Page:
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Canadian politician cleared of ethics violation related to Quebec City arena


Some of the tens of thousands of fans hold up signs and fingers during the “Blue March,” as fans asked for an NHL hockey team, 15 years after the Quebec Nordiques left town, Saturday, Oct. 2, 2010, in Quebec City. (AP Photo/The Canadian Press, Jacques Boissinot)


In news we probably wouldn’t pass along if not for the fact it’s August, Canada’s ethics watchdog ruled today that Conservative MP Christian Paradis did not violate the country’s Conflict of Interest Act by accepting a two-night stay at the hunting lodge of businessman (and former Nordiques owner) Marcel Aubut, who at the time was lobbying the federal government to help fund a new hockey arena in Quebec City.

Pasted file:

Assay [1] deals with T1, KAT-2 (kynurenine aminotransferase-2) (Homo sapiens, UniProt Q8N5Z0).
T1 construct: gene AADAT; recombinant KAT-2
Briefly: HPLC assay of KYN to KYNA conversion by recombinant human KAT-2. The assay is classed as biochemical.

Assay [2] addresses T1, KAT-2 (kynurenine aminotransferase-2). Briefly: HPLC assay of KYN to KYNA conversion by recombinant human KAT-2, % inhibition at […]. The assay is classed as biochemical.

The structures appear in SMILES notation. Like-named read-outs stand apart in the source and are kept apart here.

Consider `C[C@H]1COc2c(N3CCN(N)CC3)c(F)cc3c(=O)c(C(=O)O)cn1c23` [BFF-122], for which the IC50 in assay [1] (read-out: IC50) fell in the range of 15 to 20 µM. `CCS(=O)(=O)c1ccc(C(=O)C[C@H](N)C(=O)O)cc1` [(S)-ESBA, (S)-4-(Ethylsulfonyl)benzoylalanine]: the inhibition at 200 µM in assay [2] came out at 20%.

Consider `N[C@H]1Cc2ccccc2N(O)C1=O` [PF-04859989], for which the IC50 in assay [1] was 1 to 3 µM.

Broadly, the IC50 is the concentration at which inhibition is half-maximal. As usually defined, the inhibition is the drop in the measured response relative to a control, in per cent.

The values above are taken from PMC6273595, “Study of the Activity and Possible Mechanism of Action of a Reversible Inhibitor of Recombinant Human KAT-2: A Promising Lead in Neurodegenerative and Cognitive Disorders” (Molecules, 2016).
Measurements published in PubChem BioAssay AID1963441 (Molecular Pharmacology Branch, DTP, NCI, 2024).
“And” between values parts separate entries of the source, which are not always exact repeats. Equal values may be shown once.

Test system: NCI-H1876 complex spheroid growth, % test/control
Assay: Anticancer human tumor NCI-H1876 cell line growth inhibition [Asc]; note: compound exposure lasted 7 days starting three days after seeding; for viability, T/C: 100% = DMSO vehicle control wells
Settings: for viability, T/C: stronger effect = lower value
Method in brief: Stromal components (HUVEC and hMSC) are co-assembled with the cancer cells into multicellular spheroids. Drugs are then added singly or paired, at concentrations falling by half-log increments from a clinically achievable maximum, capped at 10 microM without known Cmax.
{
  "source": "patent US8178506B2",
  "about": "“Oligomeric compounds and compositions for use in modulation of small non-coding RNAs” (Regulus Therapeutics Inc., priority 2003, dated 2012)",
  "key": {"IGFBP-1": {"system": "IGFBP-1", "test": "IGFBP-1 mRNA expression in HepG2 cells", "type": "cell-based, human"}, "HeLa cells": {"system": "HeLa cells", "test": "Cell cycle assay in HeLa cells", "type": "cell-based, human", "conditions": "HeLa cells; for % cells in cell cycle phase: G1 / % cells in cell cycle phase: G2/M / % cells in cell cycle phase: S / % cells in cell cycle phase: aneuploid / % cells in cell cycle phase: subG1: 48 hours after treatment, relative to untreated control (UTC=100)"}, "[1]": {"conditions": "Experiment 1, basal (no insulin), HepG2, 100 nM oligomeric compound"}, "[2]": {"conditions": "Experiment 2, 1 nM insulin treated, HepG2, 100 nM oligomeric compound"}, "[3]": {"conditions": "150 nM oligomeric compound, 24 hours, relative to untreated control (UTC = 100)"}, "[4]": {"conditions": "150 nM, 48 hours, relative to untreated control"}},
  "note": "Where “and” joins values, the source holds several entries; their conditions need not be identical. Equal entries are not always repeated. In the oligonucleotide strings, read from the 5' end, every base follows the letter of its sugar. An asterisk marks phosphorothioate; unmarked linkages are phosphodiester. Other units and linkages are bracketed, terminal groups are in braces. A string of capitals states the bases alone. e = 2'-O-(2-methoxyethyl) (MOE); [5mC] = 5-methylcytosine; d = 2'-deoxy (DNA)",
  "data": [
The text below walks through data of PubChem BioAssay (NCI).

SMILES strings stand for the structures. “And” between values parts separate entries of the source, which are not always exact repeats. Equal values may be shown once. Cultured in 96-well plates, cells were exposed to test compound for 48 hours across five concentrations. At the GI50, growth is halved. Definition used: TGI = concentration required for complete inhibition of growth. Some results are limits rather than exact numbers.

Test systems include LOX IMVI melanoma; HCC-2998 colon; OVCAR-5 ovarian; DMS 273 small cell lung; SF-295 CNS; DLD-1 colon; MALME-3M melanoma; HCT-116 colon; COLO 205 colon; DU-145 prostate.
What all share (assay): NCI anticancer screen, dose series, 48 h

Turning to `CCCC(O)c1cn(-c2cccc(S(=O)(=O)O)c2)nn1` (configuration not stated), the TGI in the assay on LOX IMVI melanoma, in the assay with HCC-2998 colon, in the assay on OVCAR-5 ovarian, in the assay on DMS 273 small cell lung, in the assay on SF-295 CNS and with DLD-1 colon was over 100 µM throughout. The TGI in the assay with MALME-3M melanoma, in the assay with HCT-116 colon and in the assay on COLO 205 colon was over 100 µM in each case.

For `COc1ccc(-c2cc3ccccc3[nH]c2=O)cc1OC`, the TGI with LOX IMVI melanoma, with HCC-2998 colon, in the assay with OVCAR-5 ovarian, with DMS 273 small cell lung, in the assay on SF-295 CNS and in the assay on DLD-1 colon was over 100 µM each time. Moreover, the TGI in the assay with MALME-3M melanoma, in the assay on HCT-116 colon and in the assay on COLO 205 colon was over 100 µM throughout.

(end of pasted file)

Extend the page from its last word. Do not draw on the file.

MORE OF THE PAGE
In “The Paradis Report” (click here for PDF), Conflict of Interest and Ethics Commissioner Mary Dawson ruled that “Paradis had no official role with respect to the Quebec City arena at the time of Mr. Aubut’s invitation or up to the time of the hunting trip and the possibility that he would have an official role was far from certain. As well, the prospect of a federal contribution to the construction of a new arena was only a remote possibility.”

Construction of the $400 million arena, slated to open in 2015, was ultimately split between the province and the city.

Related: Former Nordiques owner says NHL is returning to Quebec City soon